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When acne decides to hold a pop-up on your face, breathe…

There are few things as unwelcome as the arrival of a blemish-to-be. We’ve all experienced acne more than once, yet that doesn’t mean we’re ever less surprised when a zit decides to take up residence again.

Breathe — it’s okay.

As the most common skin condition in the United States, you and everyone you know has likely all dealt with a zit (or 20) before. This stat doesn’t mean Love Your Acne — it’s more of a reminder that anyone who makes you feel bad about having it is wrong.

Your pimples don’t have personality — you do, and your personality is what makes your face lovely to look at!

Still, we get it, you’re going to want to pop. So before you do so, read our round up of the cleanest — in order of the quickest — ways you can treat blackheads, whiteheads, and cysts.

And whatever method you end up trying, remember that these fixes aren’t meant to be treating your whole face, but for the one to two surprise pimples. For chronic acne, jump to learning about long-term strategies so you can minimize the blemishes after they’ve cleared up.

1. Pimple cover up: under 1 minute

There’s no blemish that a dab of cover up can’t hide.

Use green concealer to hide any potential redness, or salmon/orange concealer to counteract the blues hues on darker skin. For lighter or smaller acne, just skin-colored concealer might do for a smooth cover up.

When applying, remember this: use proper lighting, make sure you have a small brush for tiny cover ups, and keep a blending sponge for a completely silky finish.

Skin tip: In order to find your perfect makeup match — and to protect against possible skin allergies — always test out the product on your skin before use. If you don’t wear makeup enough to justify a pot, consider looking for sample packs or braving a day without cover up. You might realize how little other people notice.

2. Ice on pimple: 1 minute or more

The use of ice can go a long way. This cooling method works best for inflammatory acne that flares under the skin — including cysts, nodules, pustules, and papules.


  1. Begin by cleansing your skin.
  2. Then, wrap the ice cube in a thick towel, cloth, or use a cold compress.
  3. Apply the ice for 1 minute and then remove.

If your pimple is particularly inflamed, you can follow it up with repeat sessions, but wait 5 minutes in between each application. Continue to ice your pimple until it’s gone down enough to cover up.

Do this daily if the pimple persists.

3. Acne patches: 20-min minimum

Can small adhesive dots really suck the life out of your pimple? Yes — although how long it takes depends on the type of acne, as well as if it has a head, or has an opening to release sebum.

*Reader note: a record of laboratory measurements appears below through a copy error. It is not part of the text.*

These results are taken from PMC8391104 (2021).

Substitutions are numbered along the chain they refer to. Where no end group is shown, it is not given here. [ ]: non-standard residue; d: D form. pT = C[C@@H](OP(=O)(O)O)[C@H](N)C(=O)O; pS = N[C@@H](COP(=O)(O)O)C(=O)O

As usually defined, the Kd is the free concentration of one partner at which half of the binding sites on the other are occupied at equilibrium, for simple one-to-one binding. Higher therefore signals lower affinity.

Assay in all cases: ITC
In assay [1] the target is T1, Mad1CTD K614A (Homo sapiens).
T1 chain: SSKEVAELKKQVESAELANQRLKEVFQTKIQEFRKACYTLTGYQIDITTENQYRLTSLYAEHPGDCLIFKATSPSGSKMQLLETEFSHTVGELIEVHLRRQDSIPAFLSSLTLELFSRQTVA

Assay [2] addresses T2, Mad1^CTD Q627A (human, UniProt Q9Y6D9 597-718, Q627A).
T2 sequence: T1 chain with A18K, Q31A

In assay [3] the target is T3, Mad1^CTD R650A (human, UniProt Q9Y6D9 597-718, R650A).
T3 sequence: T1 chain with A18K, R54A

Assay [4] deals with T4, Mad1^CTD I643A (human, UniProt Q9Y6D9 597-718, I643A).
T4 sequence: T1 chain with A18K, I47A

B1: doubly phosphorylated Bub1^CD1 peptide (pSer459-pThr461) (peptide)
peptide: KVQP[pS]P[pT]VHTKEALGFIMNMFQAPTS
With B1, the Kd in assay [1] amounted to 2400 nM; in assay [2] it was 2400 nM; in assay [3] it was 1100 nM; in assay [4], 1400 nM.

From spots that reduce pimple size in just 6 hours to waterproof patches that will act on blemishes overnight, you’re sure to find a patch to suit your skin care needs.


  1. Clean the area around the pimple.
  2. If needed, lance the pimple (only if it has a head) with a sterilized tool.
  3. Apply sticker directly to your pimple and wait.

It’s important to note that just like any acne treatment, patches may not provide the same results for everyone.

Dermatologist Suzan Obagi, doctor and director of the UPMC Cosmetic Surgery & Skin Health Center, notes that finding your perfect acne-fighting regimen often requires trial and error with products.

4. Draining a pimple: 5-15 minutes

Derms and estheticians like Dr. Obagi warn that serious complications can arise during at-home experimentation of lancing or popping a pimple.

In the case of particularly large or painful cysts, she recommends seeing a doctor, noting that the use of “unsterile instruments can be a setup for disaster.”

However, we know that even one pimple can wreak havoc on our esteem, so if you don’t mind (or prefer) potential scarring, follow these instructions carefully.


  1. Begin by following your usual facial cleansing routine. Don’t over-wash or irritate the area, but ensure that your face is clean.
  2. After cleansing, you should cover the area with a warm compress. You’ll continue to cover the blemish with a warm compress until it drains.
  3. In the case of an inflamed cyst, you can use ice in between warm compress treatments to reduce swelling.

This method will allow for any acne substance lingering in your pores to come out, which will prevent you from using your fingers or an unsterile instrument for popping.

5. Mask treatment: 15-20 min

Give your pimple a little TLC with an easy-to-follow mask treatment. Before you layer on the mask, clean your skin, exfoliate, and then add the mask.

For a mask treatment, you want to pick a product that has ingredients like charcoal, Aztec clay, and Sulfur clay, known for clearing up acne.

6. Cortisone shots: 4 to 8 hours